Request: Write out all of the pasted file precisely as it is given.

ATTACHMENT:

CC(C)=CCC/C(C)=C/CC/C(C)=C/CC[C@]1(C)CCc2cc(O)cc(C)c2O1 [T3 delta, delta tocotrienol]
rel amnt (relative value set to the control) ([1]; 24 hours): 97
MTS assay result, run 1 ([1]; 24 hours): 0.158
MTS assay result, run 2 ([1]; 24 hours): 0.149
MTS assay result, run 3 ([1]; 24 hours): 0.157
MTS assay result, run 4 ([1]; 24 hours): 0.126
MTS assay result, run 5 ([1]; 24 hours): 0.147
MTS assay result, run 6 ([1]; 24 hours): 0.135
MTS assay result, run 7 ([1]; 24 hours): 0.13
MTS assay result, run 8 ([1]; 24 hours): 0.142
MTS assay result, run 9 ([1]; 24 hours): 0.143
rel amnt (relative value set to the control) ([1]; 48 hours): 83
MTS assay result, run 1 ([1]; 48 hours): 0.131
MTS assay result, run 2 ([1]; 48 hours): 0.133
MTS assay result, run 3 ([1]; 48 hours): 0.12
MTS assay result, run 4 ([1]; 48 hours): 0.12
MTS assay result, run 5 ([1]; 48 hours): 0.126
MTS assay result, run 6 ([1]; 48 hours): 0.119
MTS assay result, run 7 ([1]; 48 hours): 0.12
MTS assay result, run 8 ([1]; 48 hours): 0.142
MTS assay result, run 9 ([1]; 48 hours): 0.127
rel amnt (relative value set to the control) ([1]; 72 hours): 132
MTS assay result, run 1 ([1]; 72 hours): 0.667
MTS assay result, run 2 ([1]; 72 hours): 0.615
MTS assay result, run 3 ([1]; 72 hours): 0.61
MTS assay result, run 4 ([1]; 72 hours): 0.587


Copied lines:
CC(C)=CCC/C(C)=C/CC/C(C)=C/CC[C@]1(C)CCc2cc(O)cc(C)c2O1 [T3 delta, delta tocotrienol]
rel amnt (relative value set to the control) ([1]; 24 hours): 97
MTS assay result, run 1 ([1]; 24 hours): 0.158
MTS assay result, run 2 ([1]; 24 hours): 0.149
MTS assay result, run 3 ([1]; 24 hours): 0.157
MTS assay result, run 4 ([1]; 24 hours): 0.126
MTS assay result, run 5 ([1]; 24 hours): 0.147
MTS assay result, run 6 ([1]; 24 hours): 0.135
MTS assay result, run 7 ([1]; 24 hours): 0.13
MTS assay result, run 8 ([1]; 24 hours): 0.142
MTS assay result, run 9 ([1]; 24 hours): 0.143
rel amnt (relative value set to the control) ([1]; 48 hours): 83
MTS assay result, run 1 ([1]; 48 hours): 0.131
MTS assay result, run 2 ([1]; 48 hours): 0.133
MTS assay result, run 3 ([1]; 48 hours): 0.12
MTS assay result, run 4 ([1]; 48 hours): 0.12
MTS assay result, run 5 ([1]; 48 hours): 0.126
MTS assay result, run 6 ([1]; 48 hours): 0.119
MTS assay result, run 7 ([1]; 48 hours): 0.12
MTS assay result, run 8 ([1]; 48 hours): 0.142
MTS assay result, run 9 ([1]; 48 hours): 0.127
rel amnt (relative value set to the control) ([1]; 72 hours): 132
MTS assay result, run 1 ([1]; 72 hours): 0.667
MTS assay result, run 2 ([1]; 72 hours): 0.615
MTS assay result, run 3 ([1]; 72 hours): 0.61
MTS assay result, run 4 ([1]; 72 hours): 0.587